In June 2005, Mahmoud Ahmadinejad's meteoric rise from mayor of Tehran to president of one of the most influential countries in the Middle East took everyone by surprise. One of the main reasons for the astonishment was that so little was known about him.
One recently published claim about his background comes from an article in the Daily Telegraph. Entitled "Mahmoud Ahmadinejad revealed to have Jewish past", it claims that his family converted to Islam after his birth. The claim is based on a number of arguments, a key one being that his previous surname was Sabourjian which "derives from weaver of the sabour, the name for the Jewish tallit shawl in Persia".
Professor David Yeroshalmi, author of The Jews of Iran in the 19th century and an expert on Iranian Jewish communities, disputes the validity of this argument. "There is no such meaning for the word 'sabour' in any of the Persian Jewish dialects, nor does it mean Jewish prayer shawl in Persian. Also, the name Sabourjian is not a well-known Jewish name," he stated in a recent interview. In fact, Iranian Jews use the Hebrew word "tzitzit" to describe the Jewish prayer shawl. Yeroshalmi, a scholar at Tel Aviv University's Center for Iranian Studies, also went on to dispute the article's findings that the "-jian" ending to the name specifically showed the family had been practising Jews. "This ending is in no way sufficient to judge whether someone has a Jewish background. Many Muslim surnames have the same ending," he stated.
Upon closer inspection, a completely different interpretation of "Sabourjian" emerges. According to Robert Tait, a Guardian correspondent who travelled to Ahmadinejad's native village in 2005, the name "derives from thread painter ï¿½ sabor in Farsi ï¿½ a once common and humble occupation in the carpet industry in Semnan province, where Aradan is situated". This is confirmed by Kasra Naji, who also wrote a biography of Ahmadinejad and met his family in his native village. Carpet weaving or colouring carpet threads are not professions associated with Jews in Iran.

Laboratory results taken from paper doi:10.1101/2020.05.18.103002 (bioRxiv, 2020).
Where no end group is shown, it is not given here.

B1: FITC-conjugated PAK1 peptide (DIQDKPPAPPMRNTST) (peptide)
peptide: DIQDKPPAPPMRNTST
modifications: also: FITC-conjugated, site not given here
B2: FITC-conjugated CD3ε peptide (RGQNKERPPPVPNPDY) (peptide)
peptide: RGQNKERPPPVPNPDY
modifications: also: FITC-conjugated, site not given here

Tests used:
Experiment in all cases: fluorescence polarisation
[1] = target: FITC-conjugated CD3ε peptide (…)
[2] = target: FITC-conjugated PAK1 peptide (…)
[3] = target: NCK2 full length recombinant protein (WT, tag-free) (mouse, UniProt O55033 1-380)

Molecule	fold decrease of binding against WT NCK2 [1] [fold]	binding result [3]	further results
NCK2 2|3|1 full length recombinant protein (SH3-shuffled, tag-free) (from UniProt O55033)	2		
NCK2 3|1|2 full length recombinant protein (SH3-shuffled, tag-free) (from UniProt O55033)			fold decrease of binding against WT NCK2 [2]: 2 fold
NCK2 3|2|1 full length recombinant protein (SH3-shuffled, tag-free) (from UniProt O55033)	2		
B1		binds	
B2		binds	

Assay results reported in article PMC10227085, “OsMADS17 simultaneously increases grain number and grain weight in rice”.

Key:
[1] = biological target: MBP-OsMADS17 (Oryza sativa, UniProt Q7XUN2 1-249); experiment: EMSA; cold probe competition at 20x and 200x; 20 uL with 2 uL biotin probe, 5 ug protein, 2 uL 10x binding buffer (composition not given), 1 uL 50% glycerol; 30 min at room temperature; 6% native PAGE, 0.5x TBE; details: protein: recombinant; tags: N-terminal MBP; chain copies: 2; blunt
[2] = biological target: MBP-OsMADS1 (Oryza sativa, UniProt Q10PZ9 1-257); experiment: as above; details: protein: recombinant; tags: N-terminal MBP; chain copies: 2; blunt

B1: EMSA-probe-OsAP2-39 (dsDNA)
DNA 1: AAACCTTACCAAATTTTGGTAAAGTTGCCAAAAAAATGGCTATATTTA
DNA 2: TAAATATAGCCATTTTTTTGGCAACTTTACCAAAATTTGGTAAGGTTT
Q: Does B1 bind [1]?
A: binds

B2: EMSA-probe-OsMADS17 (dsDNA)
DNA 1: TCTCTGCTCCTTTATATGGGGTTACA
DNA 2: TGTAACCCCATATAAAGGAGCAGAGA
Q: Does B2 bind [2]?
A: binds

According to both Naji and Tait, Ahmadinejad's father Ahmad was in fact a religious Shia, who taught the Quran before and after Ahmadinejad's birth and their move to Tehran. So religious was Ahmad Sabourjian that he bought a house near a Hosseinieh, a religious club that he frequented during the holy month of Moharram to mourn the martyrdom of Imam Hossein.
Moreover, Mahmoud Ahmadinejad's mother is a Seyyede. This is a title given to women whose family are believed to be direct bloodline descendants of Prophet Muhammad. Male members are given the title of Seyyed, and include prominent figures such as Iran's supreme leader Ali Khamenei. In Judaism, this is equivalent to the Cohens, who are direct descendants of Aaron, the brother of Moses. One has to be born into a Seyyed family: the title is never given to Muslims by birth, let alone converts. This makes it impossible for Ahmadinejad's mother to have been a Jew. In fact, she was so proud of her lineage that everyone in her native village of Aradan referred to her by her Islamic title, Seyyede.
The reason that Ahmadinejad's father changed his surname has more to do with the class struggle in Iran. When it became mandatory to adopt surnames, many people from rural areas chose names that represented their professions or that of their ancestors. This made them easily identifiable as townfolk. In many cases they changed their surnames upon moving to Tehran, in order to avoid snobbery and discrimination from residents of the capital.
The Sabourjians were one of many such families. Their surname was related to carpet-making, an industry that conjures up images of sweatshops. They changed it to Ahmadinejad in order to help them fit in. The new name was also chosen because it means from the race of Ahmad, one of the names given to Muhammad.
According to Ahmadinejad's relatives the new name emphasised the family's piety and their dedication to their religion and its founder. This is something that the president and his relatives in Tehran and Aradan have maintained to the present day. Not because they are trying to deny their past, but because they are proud of it.
Meir Javedanfar is an Iranian-Israeli Middle East analyst and co-author of The Nuclear Sphinx of Tehran: Mahmoud Ahmadinejad and the State of Iran.
This article first appeared in the Guardian on 5th October 2009.